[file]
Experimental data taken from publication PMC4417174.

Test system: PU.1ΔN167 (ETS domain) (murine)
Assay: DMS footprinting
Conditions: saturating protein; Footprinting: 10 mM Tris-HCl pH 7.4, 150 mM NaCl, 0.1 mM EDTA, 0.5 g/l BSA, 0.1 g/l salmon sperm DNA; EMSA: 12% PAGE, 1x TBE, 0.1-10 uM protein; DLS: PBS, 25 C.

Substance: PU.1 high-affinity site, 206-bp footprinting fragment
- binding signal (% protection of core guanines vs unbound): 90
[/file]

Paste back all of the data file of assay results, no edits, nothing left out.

Experimental data taken from publication PMC4417174.

Test system: PU.1ΔN167 (ETS domain) (murine)
Assay: DMS footprinting
Conditions: saturating protein; Footprinting: 10 mM Tris-HCl pH 7.4, 150 mM NaCl, 0.1 mM EDTA, 0.5 g/l BSA, 0.1 g/l salmon sperm DNA; EMSA: 12% PAGE, 1x TBE, 0.1-10 uM protein; DLS: PBS, 25 C.

Substance: PU.1 high-affinity site, 206-bp footprinting fragment
- binding signal (% protection of core guanines vs unbound): 90